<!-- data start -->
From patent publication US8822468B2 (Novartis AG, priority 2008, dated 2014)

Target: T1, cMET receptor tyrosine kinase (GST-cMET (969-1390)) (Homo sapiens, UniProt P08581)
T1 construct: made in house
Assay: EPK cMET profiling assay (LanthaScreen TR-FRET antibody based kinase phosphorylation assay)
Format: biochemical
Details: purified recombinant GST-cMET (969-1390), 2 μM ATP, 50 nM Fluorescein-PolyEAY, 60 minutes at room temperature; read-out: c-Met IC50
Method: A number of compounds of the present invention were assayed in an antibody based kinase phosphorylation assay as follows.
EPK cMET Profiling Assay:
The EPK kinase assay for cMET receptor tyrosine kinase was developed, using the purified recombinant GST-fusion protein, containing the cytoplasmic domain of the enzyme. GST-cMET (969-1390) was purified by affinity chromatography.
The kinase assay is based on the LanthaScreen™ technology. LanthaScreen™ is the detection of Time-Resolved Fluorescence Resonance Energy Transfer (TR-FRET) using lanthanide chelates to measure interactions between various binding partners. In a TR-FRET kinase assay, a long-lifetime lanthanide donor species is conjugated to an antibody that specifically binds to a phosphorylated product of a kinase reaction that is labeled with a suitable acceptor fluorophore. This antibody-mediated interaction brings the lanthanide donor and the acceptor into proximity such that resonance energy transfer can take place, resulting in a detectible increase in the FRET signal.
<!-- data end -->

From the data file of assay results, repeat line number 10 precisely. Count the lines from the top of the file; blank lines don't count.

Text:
The kinase assay is based on the LanthaScreen™ technology. LanthaScreen™ is the detection of Time-Resolved Fluorescence Resonance Energy Transfer (TR-FRET) using lanthanide chelates to measure interactions between various binding partners. In a TR-FRET kinase assay, a long-lifetime lanthanide donor species is conjugated to an antibody that specifically binds to a phosphorylated product of a kinase reaction that is labeled with a suitable acceptor fluorophore. This antibody-mediated interaction brings the lanthanide donor and the acceptor into proximity such that resonance energy transfer can take place, resulting in a detectible increase in the FRET signal.